Today we’re presenting the fourth and final installment of my conversation with Naval Ravikant about existential risks. This interview first appeared in March as two back-to-back episodes of the After On Podcast (which features fifty unhurried conversations with world-class thinkers, founders, and scientists). Ravikant is one of tech’s most successful angel investors and the founder of multiple startups—including seed-stage investment platform AngelList.
The theme of today’s installment: there’s hope. Yes, really! If there’s one thing that any religious, national, or political mindset should agree on, it’s that we don’t want some maniac wiping us all out. This creates an extreme good-guy-to-bad-guy ratio, which itself could be decisive—even if lone destructive actors become massively empowered.
Ravikant and I devote this part of our conversation to sketching the outlines of a global “immune system,” which could help fend off countless synbio threats. Some may dismiss this idea as the ranting of two hopeless optimists (although parts 1-3 tend to rebut this). The good news is that I’ve run variations of our arguments by some of the top minds in synthetic biology, and so far, they’ve passed muster.
During the discussion, Ravikant talks about how distributed germ detection networks could give synbio’s good-guy army precise early warnings about novel pathogens in the biosphere. One of the world’s most influential bioengineers, George Church, expanded on that notion in this piece on Ars yesterday. And later on Ars, Humane Genomics founder/CEO Andrew Hessel writes about how bioprinting technology could radically decentralize the creation and distribution of vaccines—pushing the technology to thousands of pharmacies, then to our homes, and perhaps one day, to our very bodies.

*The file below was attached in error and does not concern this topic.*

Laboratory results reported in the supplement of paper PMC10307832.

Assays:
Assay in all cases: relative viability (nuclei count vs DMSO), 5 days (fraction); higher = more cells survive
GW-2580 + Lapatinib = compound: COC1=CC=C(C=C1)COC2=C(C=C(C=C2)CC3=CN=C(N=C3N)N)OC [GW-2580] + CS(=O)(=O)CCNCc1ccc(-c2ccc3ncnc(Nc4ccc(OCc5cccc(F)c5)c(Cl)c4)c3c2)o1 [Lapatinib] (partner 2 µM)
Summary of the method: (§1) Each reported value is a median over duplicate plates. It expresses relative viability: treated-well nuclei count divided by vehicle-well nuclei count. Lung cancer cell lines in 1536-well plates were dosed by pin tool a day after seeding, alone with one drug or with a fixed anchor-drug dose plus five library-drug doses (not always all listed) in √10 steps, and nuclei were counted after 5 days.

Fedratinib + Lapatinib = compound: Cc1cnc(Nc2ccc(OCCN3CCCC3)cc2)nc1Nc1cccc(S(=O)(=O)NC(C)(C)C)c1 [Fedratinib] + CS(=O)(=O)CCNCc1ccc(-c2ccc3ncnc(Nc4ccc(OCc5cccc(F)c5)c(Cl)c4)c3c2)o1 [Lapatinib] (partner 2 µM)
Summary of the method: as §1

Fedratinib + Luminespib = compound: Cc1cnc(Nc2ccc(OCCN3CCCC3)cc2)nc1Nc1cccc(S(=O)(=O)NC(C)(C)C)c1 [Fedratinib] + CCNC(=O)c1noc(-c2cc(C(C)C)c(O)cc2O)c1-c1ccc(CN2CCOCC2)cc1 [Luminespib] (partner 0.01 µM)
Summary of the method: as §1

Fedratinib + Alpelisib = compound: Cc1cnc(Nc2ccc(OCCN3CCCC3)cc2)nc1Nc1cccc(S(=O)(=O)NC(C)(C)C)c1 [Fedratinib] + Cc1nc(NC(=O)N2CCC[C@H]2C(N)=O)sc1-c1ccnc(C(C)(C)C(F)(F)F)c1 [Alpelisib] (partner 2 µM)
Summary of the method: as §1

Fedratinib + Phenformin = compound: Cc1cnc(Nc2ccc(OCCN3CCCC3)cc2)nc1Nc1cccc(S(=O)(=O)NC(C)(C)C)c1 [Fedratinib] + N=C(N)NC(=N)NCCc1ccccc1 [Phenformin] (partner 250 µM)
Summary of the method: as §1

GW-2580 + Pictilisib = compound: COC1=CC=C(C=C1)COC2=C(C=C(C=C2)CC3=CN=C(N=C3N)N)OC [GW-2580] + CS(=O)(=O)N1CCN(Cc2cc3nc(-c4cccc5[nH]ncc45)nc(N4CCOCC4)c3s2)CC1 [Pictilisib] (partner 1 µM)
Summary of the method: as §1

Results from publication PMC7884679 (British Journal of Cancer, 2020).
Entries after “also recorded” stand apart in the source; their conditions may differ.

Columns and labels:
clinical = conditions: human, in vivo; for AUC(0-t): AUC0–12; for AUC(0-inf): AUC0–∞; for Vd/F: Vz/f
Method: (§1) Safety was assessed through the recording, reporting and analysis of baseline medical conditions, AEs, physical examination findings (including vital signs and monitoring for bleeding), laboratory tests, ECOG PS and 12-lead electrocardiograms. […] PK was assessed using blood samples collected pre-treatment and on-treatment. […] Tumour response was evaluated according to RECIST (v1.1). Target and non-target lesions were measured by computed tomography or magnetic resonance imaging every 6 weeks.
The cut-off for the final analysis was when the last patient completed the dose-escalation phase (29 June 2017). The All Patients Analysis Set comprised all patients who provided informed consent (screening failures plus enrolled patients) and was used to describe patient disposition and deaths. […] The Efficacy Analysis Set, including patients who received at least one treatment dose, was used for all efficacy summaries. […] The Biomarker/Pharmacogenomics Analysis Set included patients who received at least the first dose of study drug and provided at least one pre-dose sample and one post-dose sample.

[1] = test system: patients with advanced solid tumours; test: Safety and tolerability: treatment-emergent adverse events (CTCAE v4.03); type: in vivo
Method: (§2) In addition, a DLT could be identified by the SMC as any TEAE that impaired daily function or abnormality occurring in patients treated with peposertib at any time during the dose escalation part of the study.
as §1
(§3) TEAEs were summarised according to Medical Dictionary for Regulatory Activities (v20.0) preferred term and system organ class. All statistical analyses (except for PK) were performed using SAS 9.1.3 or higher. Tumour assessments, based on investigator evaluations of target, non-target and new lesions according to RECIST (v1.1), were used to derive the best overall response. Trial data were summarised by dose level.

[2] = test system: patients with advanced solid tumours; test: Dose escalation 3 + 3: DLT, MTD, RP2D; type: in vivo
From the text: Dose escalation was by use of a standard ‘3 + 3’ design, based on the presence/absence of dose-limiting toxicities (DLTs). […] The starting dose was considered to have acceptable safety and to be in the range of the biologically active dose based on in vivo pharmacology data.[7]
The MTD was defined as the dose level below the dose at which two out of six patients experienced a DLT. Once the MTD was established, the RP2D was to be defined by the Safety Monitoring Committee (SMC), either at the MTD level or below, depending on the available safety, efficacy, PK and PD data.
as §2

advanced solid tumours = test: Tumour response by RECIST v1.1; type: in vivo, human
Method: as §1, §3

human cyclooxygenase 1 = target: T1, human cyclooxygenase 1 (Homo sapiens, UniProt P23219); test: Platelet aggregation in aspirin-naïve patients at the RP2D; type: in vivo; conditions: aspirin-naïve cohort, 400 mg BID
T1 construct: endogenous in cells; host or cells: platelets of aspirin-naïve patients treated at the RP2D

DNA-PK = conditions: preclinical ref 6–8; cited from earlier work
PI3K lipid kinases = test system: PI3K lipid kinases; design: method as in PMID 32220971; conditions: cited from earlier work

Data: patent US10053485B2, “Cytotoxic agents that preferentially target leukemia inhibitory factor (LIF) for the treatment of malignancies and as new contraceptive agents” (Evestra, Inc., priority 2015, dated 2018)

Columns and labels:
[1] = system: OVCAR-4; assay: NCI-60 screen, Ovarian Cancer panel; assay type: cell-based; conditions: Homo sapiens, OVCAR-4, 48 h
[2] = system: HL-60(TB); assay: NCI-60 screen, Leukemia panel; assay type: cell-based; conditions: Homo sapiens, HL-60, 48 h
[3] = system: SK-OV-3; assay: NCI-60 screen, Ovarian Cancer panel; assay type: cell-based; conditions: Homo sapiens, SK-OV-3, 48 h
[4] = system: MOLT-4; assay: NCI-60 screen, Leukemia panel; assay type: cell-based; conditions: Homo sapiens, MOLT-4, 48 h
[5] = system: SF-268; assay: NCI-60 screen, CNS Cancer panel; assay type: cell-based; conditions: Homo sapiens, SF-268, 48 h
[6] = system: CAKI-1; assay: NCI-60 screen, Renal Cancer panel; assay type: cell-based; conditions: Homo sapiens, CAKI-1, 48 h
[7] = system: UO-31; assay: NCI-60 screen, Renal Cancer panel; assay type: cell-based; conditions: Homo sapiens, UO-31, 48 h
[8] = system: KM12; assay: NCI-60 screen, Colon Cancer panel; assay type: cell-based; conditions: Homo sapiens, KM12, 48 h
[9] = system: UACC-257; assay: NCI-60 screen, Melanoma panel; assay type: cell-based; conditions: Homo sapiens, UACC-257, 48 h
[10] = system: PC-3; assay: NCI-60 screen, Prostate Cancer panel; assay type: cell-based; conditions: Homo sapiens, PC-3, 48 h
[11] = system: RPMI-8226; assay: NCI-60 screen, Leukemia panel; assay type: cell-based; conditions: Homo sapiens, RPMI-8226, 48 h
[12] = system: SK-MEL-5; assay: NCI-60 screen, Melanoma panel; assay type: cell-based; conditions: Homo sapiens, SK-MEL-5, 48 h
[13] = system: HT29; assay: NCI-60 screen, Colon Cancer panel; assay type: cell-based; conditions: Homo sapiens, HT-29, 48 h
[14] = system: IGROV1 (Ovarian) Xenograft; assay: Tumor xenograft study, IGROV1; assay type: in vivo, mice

Highly distributed threat detection and antidote synthesis would massively harden society to all kinds of synbio mayhem. And the core technology’s price-performance curve can power immense progress in these key areas over the years (and hopefully decades) before someone attempts something diabolical with a manmade pathogen.
While the spookier elements of our conversation may naturally stick in more minds, today’s excerpt is the most important segment. Synthetic biology is the ultimate dual-use technology. It’s poised to bring humanity boundless benefits but is vulnerable to monstrous weaponization. We can address that vulnerability by taking cues from our own bodies and developing an agile, self-training immune system for our biosphere. Both time and the arc of technology are on our side—for now.
This special edition of the Ars Technicast podcast can be accessed in the following places:
https://itunes.apple.com/us/podcast/the-ars-technicast/id522504024?mt=2 (Might take several hours after publication to appear.)